This commentary is by Alison Despathy, of Danville. She has a clinical nutrition practice in St. Johnsbury.
Since 1999 Annette Smith, executive director of Vermonters for a Clean Environment has dedicated her life to the VCE mission of “advocating for the well being of all Vermonters, striving for the protection of the natural world, land, air, water, wildlife, people, and especially the web of life.”
S.5, the Affordable Heat Act, has raised red flags since the beginning, and a concerning development has recently surfaced after Vermonters for a Clean Environment submitted a public records request to the Public Utilities Commission and the Department of Public Service for all material related to the Clean Heat Standard Design Group — a select group that convened regularly and separately from the Vermont Climate Council.
Annette observed that there was never any robust discussion or analysis of the decision to develop and implement a Clean Heat Standard or another strategy within the Climate Council itself. After reviewing the recently received public records and meeting minutes, it turns out that all of these conversations were happening outside of the Vermont Climate Council in the Clean Heat Standard Design Group (aka the Clean Heat Working Group).
Annette is in a unique position; She is one of the few members of the public who has watched most all of the Climate Council Cross Sector Mitigation subcommittee meetings. With this knowledge and after reviewing the Clean Heat Standard Design Group meeting records, it is evident to her “that the public is not being told an honest story and the legislature is not being told the truth about how this came about.”
Regular attendees of the Clean Heat Standard Design Group meetings consisted of Jared Duval of Energy Action Network, Richard Cowart, David Farnsworth, Richard Westman of the Regulatory Assistance Project, Riley Allen from the Department of Public Service who is now at the Public Utility Commission, Chris Neme, Gabrielle Stebbins of the Energy Futures Group, Don Rendall, Tom Murray and Neale Lunderville of Vermont Gas Systems.
This is deeply concerning because the options on how to reach the Vermont Global Warming Solutions Act (GWSA) requirements were not robustly presented, debated, analyzed or decided upon by the Vermont Climate Council. This was supposed to be their job because the Climate Council included representation from a diverse group including low income Vermonters, rural representatives, fuel dealers and the Agency of Natural Resources. Instead this decision was made by a self-selected, private group from the Burlington and Montpelier areas, some of whom also served on the Climate Council. This group decided on the Clean Heat Standard approach that led to the legislation, briefly introduced the concept to the Climate Council and then embedded it in the Climate Action Plan.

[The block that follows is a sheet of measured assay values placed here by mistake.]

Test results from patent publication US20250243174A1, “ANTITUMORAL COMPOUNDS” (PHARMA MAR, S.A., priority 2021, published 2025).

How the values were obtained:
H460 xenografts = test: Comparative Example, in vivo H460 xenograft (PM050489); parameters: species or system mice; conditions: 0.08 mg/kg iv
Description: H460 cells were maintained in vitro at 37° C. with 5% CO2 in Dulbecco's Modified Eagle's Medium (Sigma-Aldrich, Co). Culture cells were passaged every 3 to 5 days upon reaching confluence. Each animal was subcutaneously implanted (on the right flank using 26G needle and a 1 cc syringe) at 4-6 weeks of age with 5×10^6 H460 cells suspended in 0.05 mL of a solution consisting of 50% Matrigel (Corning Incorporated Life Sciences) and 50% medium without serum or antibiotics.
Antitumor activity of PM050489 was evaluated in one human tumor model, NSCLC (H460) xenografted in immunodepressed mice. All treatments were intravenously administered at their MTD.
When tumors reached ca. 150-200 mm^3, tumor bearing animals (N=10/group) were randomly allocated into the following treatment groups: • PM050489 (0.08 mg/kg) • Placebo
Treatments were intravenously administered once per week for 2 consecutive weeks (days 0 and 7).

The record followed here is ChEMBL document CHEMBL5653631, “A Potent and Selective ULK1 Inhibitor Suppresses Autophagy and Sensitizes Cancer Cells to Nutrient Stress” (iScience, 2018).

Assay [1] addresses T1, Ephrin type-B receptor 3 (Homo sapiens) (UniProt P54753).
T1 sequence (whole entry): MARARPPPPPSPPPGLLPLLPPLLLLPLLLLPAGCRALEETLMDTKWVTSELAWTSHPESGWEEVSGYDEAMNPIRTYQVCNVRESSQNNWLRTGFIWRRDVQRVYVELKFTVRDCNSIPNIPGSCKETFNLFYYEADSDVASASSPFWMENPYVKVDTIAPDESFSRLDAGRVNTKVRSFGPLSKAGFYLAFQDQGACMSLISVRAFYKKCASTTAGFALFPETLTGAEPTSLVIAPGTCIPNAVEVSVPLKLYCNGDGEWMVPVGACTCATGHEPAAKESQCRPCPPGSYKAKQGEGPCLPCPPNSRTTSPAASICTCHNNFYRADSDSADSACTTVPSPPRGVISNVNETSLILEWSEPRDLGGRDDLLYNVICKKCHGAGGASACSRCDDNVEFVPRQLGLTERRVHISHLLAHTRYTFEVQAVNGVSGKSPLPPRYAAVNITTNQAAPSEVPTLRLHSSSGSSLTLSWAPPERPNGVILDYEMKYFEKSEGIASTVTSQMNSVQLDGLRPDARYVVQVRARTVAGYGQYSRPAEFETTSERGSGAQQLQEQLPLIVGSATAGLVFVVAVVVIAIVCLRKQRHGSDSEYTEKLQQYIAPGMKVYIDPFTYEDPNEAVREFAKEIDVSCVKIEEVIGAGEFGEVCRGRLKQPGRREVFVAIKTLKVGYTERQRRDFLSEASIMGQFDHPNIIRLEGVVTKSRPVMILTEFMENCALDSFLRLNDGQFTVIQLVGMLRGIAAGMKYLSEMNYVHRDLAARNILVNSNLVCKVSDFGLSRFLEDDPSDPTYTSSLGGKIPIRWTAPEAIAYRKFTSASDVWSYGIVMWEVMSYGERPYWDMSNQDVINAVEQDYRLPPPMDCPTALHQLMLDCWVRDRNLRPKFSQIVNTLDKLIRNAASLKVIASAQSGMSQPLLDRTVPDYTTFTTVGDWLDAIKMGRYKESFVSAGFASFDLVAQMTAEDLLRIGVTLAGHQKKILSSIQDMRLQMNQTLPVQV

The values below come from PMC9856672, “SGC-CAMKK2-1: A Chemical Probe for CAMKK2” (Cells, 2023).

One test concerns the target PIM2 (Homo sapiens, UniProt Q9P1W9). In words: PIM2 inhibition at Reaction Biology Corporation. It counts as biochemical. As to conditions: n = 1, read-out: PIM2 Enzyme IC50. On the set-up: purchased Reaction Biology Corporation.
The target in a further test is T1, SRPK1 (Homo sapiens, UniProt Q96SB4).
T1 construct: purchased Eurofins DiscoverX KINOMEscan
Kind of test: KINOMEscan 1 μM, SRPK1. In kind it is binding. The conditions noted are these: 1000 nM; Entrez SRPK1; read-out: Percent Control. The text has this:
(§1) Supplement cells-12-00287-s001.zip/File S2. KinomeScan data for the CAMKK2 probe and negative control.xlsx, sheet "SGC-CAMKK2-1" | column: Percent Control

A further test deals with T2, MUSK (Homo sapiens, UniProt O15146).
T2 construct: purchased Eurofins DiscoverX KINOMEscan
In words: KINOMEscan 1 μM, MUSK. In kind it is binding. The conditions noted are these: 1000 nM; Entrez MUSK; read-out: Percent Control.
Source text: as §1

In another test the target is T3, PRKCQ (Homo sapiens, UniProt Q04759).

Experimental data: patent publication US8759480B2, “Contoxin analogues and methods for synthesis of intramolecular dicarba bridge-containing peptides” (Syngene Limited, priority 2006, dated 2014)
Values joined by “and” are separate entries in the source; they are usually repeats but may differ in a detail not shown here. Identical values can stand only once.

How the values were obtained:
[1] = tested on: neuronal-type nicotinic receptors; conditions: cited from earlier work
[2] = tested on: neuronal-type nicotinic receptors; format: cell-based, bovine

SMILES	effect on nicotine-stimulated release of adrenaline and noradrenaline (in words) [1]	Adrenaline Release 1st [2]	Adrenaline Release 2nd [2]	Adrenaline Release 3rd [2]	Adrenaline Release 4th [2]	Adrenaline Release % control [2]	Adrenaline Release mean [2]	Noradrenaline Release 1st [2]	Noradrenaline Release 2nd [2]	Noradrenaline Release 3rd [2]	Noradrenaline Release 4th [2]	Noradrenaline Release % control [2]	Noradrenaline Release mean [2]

There is a lack of transparency in this situation. An allowance or other strategy could have been developed and rigorously discussed by the Climate Council in public. It never was. This is important for all to take into account when determining if this legislation is sound and is the best path for Vermont.
This new information has many now questioning the integrity of this process and the Clean Heat Standard legislation itself. The intended role of the Vermont Climate Council to develop a Climate Action Plan appears to have been usurped, bypassed and compromised.
One of the most concerning observations that Annette has witnessed is that the conversations happening within the Clean Heat Standard Design Group “were the kinds of things that you would have wanted to see the Climate Council doing, and that you would have expected.” She continues:
I think the legislators probably thought this happened — it never happened and that is the problem. We have this elite group … that has come up with a policy that proposes to totally disrupt an entire industry in the state of Vermont without the transparency that the legislators are being led to believe happened at the Climate Council. We are not having any of this honest discussion and I think that is the part of this that I find most disturbing. The legislature is being misled and we even heard our Attorney General Charity Clark state in her testimony, “We do support the Clean Heat Standard and urge you to pass it, the GWSA is law. It has instructed all of us to work together and the Climate Council did a phenomenal job in a short amount of time to provide a Climate Action Plan — the Clean Heat Standard was obviously in the forefront of the plan.”
Most legislators and the public believe this decision to use the Clean Heat Standard approach was made and deliberated upon by the Climate Council. This is not the case.
After a careful analysis of the recent public records from this Clean Heat Standard Design Group, Annette explained:
This whole thing is the result of a dishonest process. The reaction to that sort of thing is: STOP. Let’s have an honest discussion about how this came about. Who are the winners and losers? Is this good policy for Vermont at this time? I think that learning all that we have just learned — some of us thought that the PUC was going to be an independent reviewer. To find out they have been in the room from the very beginning, to find out the DPS including a current PUC commissioner was in the room from the very the beginning, it does not feel right to continue with something that was the product of such a hidden process.